Notice I NEVER mentioned things like “training” or “classes”? That is a myth. Good actors don’t need classes or a specific set of training to begin their career. You may want those after you start, but getting a good beginning doesn’t require you to have those. As a Director, I very limited look over the list of “classes” or tutelage people have gone through. Why? Because, either they have lied about it, forgotten/ignored the “training”, or have done it so long ago, it’s not pertinent. Besides, as a Director, I’m interested in what the person can do NOW, right here in front of me.

So, let me explain some of the stuff in that list:

Thanks to my friend Samantha Elmer, Actress

Thanks to my friend Samantha Elmer, Actress

THE PROFESSIONAL HEADSHOT: Imagine a cluttered desk. This is the desk of an indie producer/director. A bunch of crap floating around on there… Everywhere. Now, the person remembers they need to find the right actor. They start to look around. They have a good idea of who they met, but they’re unsure of a decision. Then, from the corner of a bunch of papers, a large, FULL COLOR, nicely printed headshot peeks out. And it’s your headshot, done up professionally, and making you look GOOD.

A professional headshot is everything you need it to be. A beautiful, not “hot”, photograph of your head, and possibly upper body, shot by a professional photographer in the correct (or really good) lighting. It should show a side of you that is absolutely neutral. If you have great teeth, perhaps a good smile not overdone. Samantha’s picture above is an excellent representation of how to accomplish what you need to get done. She shows off her beauty, gives you an “all-American girl” feeling, and conveys a sense of pride and understanding of whatever you need for her to do for your production. (And all of those things are 100% true with Samantha!)

THE PROFESSIONAL RESUME: This is one of the most important things you will need. And creating one isn’t as difficult as you’d believe. But if you’re going to focus on one medium, such as film or TV, you need to make sure that the resume reflects that. Basically you need to make sure it has that stuff near the top, and not your “training” or stage performances. But, if you have limited TV or film experience, don’t think that loading your resume with other experiences or “training” will help. Remember, it’s the person and talent the Director or Casting Director sees before them that will stun them most. This piece of paper is only there to help clarify that you may, or may not, have experience. No, the resume is most important for your CONTACT INFORMATION. And make sure you put EVERYTHING that you can think of for contact. If you have several e-mail addresses, add them all. If you have three phone numbers, add them all. Remember, the person looking at this wants to find you. And, if you’re going to narrow it down to a specific phone number or e-mail address, YOU NEED TO CHECK IT DAILY, if not hourly. I’ll explain more about that, later.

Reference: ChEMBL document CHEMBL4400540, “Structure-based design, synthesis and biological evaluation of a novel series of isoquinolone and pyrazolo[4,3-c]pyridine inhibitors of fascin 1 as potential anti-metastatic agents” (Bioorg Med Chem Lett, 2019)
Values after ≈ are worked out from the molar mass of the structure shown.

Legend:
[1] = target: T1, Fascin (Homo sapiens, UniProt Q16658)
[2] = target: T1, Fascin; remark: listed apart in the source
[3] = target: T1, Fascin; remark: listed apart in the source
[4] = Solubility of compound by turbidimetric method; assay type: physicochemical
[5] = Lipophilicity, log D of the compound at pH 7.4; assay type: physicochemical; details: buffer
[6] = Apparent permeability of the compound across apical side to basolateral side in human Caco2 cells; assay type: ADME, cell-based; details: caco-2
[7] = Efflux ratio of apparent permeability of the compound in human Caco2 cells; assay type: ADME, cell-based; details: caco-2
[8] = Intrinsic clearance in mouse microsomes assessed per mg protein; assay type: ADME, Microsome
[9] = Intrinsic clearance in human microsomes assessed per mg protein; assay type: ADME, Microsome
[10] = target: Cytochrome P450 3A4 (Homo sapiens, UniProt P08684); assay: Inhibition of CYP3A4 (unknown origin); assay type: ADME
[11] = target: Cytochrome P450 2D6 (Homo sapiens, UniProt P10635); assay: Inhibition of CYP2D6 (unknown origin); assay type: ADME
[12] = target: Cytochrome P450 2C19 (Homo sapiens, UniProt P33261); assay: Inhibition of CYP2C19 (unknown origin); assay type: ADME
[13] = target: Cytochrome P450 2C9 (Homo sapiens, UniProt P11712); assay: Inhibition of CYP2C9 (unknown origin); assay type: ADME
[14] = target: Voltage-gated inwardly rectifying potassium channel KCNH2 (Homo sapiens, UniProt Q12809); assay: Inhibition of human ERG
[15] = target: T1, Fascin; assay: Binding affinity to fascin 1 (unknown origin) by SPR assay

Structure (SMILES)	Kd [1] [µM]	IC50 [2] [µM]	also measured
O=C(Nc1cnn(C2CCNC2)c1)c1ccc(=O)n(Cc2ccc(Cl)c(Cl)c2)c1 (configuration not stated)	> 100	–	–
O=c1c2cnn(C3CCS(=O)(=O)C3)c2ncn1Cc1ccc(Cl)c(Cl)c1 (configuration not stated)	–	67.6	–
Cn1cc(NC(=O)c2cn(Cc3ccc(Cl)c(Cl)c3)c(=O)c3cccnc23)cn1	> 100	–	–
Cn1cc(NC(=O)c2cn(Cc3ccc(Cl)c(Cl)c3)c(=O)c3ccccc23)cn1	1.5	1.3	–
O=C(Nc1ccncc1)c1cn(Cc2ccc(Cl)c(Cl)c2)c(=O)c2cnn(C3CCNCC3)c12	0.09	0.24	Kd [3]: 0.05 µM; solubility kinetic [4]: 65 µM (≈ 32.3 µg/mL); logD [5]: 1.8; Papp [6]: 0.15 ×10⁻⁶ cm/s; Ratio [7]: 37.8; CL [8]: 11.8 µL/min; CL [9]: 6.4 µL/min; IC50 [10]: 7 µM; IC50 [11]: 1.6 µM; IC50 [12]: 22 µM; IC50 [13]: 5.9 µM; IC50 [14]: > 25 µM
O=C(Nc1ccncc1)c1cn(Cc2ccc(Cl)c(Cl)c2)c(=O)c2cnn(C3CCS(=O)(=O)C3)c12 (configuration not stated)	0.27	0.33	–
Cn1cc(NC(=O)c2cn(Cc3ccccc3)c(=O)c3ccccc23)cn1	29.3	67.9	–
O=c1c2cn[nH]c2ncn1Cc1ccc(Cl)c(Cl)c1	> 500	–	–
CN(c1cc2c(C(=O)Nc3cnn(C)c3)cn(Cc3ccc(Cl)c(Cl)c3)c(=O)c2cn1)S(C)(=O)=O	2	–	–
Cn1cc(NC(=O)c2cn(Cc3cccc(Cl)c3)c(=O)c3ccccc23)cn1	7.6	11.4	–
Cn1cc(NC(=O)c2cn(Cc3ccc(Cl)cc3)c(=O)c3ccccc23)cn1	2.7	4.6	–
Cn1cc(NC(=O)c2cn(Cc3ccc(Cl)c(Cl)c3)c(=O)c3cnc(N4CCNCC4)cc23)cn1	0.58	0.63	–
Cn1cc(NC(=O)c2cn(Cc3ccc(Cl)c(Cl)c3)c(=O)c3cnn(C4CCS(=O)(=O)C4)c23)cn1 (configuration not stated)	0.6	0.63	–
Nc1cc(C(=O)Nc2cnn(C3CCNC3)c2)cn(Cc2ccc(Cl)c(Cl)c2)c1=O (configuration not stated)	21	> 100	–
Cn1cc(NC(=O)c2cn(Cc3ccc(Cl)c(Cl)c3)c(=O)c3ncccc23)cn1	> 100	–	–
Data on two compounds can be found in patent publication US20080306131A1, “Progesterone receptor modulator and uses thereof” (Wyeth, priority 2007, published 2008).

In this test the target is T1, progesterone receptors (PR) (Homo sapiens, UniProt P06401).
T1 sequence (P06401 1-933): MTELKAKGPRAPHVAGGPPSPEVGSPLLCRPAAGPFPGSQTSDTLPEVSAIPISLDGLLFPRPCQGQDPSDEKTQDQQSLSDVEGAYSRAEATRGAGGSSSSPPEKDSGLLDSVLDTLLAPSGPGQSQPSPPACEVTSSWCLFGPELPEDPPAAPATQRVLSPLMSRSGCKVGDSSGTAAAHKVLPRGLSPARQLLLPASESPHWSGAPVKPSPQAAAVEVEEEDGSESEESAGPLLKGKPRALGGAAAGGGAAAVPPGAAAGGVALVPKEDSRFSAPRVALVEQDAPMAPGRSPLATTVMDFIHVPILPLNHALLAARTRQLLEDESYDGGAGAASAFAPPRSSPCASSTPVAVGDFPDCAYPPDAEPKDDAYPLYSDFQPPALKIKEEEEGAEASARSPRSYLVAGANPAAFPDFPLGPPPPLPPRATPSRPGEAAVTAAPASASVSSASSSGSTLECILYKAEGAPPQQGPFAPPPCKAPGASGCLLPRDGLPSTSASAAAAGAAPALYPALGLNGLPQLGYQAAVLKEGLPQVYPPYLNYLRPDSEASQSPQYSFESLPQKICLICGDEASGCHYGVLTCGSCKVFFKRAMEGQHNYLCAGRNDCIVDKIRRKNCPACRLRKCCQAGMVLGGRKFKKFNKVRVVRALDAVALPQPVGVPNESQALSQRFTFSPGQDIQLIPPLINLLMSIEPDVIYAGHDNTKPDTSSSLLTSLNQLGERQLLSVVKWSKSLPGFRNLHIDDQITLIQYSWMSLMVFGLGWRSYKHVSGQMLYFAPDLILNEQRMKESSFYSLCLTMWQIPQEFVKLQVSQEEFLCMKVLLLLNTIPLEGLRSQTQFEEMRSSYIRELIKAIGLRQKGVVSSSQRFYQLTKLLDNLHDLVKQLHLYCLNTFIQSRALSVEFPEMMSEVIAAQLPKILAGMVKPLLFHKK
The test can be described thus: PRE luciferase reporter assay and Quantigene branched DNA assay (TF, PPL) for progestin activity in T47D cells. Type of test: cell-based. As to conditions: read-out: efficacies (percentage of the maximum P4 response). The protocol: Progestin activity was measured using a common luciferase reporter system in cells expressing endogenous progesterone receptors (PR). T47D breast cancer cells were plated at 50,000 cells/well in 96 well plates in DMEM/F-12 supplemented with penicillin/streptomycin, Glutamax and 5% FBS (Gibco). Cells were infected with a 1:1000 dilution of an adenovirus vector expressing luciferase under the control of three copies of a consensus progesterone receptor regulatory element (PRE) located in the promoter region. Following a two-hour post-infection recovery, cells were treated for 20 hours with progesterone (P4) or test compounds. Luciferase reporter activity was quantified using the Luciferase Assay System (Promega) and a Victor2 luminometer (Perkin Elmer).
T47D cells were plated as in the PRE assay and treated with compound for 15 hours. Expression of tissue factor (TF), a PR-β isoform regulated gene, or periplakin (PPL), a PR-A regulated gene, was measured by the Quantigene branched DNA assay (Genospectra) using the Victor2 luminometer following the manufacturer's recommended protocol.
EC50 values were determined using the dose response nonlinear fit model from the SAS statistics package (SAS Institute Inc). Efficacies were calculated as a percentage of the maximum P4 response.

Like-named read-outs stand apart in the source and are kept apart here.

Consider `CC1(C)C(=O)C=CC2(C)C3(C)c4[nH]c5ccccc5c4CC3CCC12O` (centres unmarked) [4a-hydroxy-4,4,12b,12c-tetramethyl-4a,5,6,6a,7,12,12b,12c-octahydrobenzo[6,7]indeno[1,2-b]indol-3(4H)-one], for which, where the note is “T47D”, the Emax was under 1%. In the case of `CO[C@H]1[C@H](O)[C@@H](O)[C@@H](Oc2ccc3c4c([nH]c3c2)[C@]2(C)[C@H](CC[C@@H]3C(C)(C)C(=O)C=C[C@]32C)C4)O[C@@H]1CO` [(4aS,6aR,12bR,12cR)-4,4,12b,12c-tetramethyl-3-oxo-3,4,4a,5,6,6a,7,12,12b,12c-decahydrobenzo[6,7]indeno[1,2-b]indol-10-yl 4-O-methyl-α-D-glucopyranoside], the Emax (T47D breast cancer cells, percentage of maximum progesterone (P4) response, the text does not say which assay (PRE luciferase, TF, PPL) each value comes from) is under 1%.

THE CLOTHING: Imagine that an actor shows up to an audition in tattered jeans, a Motley Crue shirt, and piercings from head to toes. Now, I have nothing against trying to get “into a role” as may be needed (or Motley Crue, for that matter), but to show up like that for a serious dramatic role will diminish your chances of being remembered. You don’t want to strike the directors as being careless in your demeanor. No, you need to present yourself in a manner that proves you have a desire to do this thing you love. Dress well. Dress for success. But do NOT overdress for the occasion. And make sure to add a few optional selections of clothing to the vehicle you’re in, since sometimes you might hear, “I’d really like to see him in a suit.” You’d have that ability if it was stowed away nicely in your car, now wouldn’t you. (This is also very helpful for indie productions where you have the role, but aren’t quite sure what you need to be wearing.)

THE LOOK: If the role is calling for a down-trodden, secretary type, you should consider what a secretary would look like in this role. Even if you’re completely “off” for what the Director was thinking, they’ll be able to see right through the facade and on to your talents. They will be able to cut through all of that and make a decision based on the need for the role, and then dress you up and make-up you for the part they need.